Saturday, 29 June 2019

Review of Luke Jones, RNCM Symphony Orchestra, Elim Chan and Jack Sheen, Bridgewater Hall

The Royal Northern College of Music’s end-of-year symphony concert is a special occasion. This year we heard a solo pianist surely destined for great things, and some exceptionally good orchestral playing under a remarkable young guest conductor. And there was a world premiere to begin with.

Swell, by Fenton Hutson, does what it says on the tin. In under 10 minutes he offers us a whole variety of orchestral crescendos, most of them quite short, many overlapping and piggy-backing in effect, with a few clear motifs and themes to emerge, be heard again and provide shape.

His crescendos are made by increases of volume, intensity, complexity, and even (putting just a toe into the sea of mainstream classical expression) through polyphony, almost as if forever working towards a great climax that never quite comes. It’s tantalizing, rather than satisfying.

It was conducted by the very impressive Elim Chan, who was to appear again for Rachmaninov’s second symphony.

But first came Luke Jones, an RNCM Gold Medal winner this summer and clearly a pianist to watch. Ravel’s Concerto for the Left Hand requires a formidable technique, and he was up for that, but even more appealing was the gentle and poetic quality he brought to its later solo sections. Jack Sheen conducted, and, in addition to a big, space-filling sound from the orchestra of just over 40 strings, brought things alive in the march episode (a crescendo of Bolero-like qualities figuring in it).

Luke Jones followed his concerto with another piece for left hand – Scriabin’s Prelude – and also (to prove his right hand can do the business, too), Chopin’s demanding Étude in C op.10, no.1.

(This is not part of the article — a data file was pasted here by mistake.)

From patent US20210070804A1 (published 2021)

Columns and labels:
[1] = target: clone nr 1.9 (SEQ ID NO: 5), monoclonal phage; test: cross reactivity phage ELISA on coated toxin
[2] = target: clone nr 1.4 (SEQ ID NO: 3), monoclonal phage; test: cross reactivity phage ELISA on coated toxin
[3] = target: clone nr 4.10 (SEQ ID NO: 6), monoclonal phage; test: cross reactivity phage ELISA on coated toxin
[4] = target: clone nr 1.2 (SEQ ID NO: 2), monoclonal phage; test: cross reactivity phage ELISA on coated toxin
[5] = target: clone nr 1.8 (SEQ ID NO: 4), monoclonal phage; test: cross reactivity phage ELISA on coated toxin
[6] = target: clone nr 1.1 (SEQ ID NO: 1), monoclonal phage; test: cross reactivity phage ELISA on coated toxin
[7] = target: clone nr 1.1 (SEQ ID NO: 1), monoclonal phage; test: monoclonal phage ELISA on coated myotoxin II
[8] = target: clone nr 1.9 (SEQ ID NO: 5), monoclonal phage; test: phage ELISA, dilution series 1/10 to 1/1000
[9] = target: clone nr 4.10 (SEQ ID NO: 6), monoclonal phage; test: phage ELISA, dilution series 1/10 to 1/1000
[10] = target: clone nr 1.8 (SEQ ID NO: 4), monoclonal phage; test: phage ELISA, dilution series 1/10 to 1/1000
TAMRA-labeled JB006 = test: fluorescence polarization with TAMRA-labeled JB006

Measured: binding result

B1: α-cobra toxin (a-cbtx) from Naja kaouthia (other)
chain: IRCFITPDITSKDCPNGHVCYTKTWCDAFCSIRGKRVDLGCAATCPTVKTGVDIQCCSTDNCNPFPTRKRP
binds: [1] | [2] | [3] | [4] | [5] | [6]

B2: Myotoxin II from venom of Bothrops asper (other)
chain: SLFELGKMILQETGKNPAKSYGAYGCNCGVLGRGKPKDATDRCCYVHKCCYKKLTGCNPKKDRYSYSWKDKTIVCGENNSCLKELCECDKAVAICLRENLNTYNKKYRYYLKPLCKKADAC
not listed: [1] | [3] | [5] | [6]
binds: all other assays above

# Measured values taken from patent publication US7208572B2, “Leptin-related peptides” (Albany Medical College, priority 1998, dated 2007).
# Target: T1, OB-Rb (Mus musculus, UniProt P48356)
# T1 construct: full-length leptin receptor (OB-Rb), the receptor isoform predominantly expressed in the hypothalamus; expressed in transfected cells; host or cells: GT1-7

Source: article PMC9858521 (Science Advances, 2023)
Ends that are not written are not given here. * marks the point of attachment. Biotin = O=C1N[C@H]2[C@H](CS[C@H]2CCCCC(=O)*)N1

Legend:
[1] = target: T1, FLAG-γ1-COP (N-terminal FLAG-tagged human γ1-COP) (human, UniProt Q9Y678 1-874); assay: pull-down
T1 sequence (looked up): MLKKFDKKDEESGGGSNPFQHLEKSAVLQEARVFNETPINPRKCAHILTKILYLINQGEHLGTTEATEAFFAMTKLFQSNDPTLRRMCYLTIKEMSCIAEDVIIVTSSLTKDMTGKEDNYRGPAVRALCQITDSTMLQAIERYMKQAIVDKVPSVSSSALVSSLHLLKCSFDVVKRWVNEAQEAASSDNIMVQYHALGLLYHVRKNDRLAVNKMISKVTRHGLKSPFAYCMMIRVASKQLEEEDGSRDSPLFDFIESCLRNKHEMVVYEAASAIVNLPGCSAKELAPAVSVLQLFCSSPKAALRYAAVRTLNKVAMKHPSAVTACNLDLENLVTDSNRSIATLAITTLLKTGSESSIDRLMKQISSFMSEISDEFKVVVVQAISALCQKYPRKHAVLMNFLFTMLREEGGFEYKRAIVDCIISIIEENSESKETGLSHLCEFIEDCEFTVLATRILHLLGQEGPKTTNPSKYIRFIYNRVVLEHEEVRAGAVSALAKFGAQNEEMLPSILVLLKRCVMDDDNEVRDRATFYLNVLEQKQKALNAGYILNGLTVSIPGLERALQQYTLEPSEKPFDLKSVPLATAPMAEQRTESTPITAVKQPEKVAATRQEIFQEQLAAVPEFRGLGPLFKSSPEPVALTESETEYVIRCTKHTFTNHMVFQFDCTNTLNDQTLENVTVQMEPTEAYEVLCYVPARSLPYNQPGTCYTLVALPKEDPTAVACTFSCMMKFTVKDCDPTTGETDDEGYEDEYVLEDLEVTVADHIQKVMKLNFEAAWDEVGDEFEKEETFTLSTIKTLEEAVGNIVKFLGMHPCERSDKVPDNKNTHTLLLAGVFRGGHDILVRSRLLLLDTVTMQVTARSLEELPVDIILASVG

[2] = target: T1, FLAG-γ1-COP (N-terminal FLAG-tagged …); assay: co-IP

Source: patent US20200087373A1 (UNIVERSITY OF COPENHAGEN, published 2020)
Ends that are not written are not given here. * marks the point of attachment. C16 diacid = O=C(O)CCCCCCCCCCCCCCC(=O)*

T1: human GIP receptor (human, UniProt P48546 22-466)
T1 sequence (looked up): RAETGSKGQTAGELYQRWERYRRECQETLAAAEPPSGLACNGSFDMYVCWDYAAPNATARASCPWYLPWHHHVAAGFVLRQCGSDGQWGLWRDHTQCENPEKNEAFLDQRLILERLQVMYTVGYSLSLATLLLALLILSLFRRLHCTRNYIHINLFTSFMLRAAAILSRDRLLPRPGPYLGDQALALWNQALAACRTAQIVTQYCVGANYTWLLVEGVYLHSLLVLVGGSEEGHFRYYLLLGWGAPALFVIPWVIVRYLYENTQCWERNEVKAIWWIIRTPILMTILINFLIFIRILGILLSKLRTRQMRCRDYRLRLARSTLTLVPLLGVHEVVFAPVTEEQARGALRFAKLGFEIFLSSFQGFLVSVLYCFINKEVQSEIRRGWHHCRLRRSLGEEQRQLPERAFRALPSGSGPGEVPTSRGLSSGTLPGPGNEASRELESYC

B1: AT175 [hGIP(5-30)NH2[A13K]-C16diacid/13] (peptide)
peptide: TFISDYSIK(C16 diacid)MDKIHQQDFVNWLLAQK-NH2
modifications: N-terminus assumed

The RNCM Symphony Orchestra has given some great performances over the years, and it’s often seemed to me that conducting it requires a special quality that could be summed up as ‘cool head, warm heart’. There’s no lack of energy or willingness to commit in these players – like young racehorses, they want to give everything, and harnessing them to a collective task needs rare skills.

But conductor Elim Chan has those skills. I’ve not seen her in action before, but would very much hope to again. The performance of Rachmaninov’s Symphony no. 2 was full of passion and intensity – it also kept bringing happy surprises as she exposed elements of melody and texture not always heard, such as the little viola figure that opens the Adagio and was articulated alongside the violins’ big tune in a movement that was gloriously poised throughout.

She has an instinct for those long, unfolding melodies that makes them breathe and sing, and sometimes they stole into the texture almost unnoticeably before blossoming into full flower. There was wonderful solo playing from the wind principals, and precision in abundance from the full body of strings, the 11 celli making for a lovely, dark Russian sound.

Elim Chan (c Willeke Machiels)

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